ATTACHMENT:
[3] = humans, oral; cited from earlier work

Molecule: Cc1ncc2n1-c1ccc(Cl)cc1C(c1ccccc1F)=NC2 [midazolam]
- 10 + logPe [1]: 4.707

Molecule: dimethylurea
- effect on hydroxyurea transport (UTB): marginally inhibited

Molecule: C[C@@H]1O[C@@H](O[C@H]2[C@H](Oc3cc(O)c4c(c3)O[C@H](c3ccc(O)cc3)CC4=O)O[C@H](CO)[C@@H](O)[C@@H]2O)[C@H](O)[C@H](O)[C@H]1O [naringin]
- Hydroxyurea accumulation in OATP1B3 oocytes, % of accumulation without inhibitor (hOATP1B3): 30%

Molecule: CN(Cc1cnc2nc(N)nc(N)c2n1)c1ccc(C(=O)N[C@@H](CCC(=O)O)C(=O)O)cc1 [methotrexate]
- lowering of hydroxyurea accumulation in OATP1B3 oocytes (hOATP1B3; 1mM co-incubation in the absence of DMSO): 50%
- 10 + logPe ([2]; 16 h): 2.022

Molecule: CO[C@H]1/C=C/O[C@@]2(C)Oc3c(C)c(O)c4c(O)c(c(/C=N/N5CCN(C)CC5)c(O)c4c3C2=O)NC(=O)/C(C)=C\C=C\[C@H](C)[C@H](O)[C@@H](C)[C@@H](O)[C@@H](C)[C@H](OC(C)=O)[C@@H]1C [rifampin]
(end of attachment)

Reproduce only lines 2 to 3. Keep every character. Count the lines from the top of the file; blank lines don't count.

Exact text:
Molecule: Cc1ncc2n1-c1ccc(Cl)cc1C(c1ccccc1F)=NC2 [midazolam]
- 10 + logPe [1]: 4.707